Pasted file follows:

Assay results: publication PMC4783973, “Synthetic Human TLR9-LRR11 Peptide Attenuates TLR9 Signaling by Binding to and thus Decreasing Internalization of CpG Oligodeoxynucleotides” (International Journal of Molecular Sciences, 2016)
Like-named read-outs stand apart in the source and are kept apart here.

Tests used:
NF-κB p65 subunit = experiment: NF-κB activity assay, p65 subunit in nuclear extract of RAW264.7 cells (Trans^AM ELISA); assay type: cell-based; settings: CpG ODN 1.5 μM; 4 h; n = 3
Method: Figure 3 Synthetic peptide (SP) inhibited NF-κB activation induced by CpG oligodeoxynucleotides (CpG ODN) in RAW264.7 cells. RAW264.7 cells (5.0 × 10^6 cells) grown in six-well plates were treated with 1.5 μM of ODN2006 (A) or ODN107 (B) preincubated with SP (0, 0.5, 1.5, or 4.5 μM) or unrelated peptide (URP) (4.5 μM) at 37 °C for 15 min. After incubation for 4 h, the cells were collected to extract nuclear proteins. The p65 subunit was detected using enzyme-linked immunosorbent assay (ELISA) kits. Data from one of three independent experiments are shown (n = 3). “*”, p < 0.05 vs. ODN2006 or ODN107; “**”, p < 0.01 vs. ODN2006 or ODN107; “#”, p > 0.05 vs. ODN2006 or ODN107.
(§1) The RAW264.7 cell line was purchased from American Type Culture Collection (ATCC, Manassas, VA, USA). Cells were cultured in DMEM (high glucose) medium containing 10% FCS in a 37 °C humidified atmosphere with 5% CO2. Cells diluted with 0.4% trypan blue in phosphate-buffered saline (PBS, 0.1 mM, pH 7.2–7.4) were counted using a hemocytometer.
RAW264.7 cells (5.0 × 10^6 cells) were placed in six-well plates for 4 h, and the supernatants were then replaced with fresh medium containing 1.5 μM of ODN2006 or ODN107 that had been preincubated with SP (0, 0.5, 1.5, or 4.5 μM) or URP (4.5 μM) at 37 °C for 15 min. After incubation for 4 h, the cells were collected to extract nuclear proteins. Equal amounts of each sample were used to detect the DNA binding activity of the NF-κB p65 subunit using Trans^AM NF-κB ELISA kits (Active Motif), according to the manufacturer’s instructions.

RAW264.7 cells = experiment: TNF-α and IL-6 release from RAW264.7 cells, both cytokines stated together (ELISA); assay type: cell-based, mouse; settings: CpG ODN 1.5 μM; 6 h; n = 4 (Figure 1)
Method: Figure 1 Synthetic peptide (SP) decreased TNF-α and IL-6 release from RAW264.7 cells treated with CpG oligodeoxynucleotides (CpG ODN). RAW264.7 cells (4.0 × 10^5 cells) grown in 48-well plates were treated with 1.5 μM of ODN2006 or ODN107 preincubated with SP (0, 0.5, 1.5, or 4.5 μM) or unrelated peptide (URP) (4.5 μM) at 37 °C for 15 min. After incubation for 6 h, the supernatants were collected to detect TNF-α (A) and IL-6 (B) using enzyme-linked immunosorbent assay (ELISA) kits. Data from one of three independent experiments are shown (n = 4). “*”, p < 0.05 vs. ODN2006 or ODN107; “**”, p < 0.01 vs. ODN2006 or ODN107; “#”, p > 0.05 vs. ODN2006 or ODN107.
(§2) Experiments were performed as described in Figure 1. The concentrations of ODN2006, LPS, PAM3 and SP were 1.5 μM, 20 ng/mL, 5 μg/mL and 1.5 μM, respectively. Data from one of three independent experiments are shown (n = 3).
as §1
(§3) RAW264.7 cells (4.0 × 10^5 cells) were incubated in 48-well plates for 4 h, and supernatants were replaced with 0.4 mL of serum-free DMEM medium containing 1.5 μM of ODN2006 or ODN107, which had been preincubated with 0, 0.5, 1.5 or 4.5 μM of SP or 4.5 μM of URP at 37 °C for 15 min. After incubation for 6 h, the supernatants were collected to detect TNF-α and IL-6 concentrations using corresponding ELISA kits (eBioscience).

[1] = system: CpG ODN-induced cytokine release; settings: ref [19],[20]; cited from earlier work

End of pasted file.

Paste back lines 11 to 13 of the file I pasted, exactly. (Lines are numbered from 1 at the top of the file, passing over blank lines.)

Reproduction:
as §1
(§3) RAW264.7 cells (4.0 × 10^5 cells) were incubated in 48-well plates for 4 h, and supernatants were replaced with 0.4 mL of serum-free DMEM medium containing 1.5 μM of ODN2006 or ODN107, which had been preincubated with 0, 0.5, 1.5 or 4.5 μM of SP or 4.5 μM of URP at 37 °C for 15 min. After incubation for 6 h, the supernatants were collected to detect TNF-α and IL-6 concentrations using corresponding ELISA kits (eBioscience).

[1] = system: CpG ODN-induced cytokine release; settings: ref [19],[20]; cited from earlier work